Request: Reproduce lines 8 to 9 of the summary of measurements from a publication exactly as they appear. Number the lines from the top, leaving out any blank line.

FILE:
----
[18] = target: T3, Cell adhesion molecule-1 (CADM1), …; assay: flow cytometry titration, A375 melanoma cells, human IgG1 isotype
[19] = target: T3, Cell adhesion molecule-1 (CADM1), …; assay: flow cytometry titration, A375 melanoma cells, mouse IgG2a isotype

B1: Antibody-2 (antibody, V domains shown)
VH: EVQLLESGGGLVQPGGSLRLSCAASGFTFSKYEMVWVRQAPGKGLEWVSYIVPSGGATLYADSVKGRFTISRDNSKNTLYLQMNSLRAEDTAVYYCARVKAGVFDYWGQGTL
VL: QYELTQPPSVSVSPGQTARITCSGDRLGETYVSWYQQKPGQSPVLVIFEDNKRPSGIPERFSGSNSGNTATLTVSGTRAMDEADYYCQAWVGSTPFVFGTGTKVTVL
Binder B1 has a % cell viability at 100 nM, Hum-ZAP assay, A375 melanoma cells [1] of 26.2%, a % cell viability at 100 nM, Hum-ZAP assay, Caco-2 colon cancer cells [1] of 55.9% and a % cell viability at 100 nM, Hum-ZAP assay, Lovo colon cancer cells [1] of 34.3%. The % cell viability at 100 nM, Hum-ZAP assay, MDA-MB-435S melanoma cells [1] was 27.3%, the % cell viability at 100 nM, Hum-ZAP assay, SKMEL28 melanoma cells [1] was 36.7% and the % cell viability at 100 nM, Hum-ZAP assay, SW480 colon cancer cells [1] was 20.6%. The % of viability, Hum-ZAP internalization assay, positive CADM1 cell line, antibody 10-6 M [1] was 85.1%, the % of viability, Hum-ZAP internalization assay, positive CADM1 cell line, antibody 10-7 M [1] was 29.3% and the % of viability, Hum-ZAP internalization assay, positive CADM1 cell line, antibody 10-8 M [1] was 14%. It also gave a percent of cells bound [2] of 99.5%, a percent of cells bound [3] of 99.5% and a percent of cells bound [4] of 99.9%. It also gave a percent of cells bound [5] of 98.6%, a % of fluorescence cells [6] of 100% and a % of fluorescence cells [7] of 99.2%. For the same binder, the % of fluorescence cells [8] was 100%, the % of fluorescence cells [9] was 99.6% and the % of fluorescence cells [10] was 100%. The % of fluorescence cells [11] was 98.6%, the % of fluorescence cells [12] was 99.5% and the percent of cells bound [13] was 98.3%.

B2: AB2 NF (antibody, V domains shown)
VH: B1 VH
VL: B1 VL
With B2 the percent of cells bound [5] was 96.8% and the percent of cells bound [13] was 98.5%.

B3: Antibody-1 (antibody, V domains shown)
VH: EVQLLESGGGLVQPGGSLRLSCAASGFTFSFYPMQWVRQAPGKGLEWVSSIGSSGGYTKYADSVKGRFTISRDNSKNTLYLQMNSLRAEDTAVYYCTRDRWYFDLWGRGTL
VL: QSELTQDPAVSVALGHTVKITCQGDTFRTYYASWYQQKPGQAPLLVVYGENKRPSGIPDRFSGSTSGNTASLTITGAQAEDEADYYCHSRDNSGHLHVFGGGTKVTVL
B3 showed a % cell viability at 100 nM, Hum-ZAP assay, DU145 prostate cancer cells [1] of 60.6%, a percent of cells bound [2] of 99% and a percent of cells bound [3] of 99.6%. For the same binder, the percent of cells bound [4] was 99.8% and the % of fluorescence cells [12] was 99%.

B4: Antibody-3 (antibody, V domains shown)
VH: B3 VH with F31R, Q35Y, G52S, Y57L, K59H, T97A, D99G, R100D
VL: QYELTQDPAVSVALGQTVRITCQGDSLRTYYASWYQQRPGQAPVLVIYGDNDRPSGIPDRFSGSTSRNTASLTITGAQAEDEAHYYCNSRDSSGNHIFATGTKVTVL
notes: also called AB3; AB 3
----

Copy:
VH: B1 VH
VL: B1 VL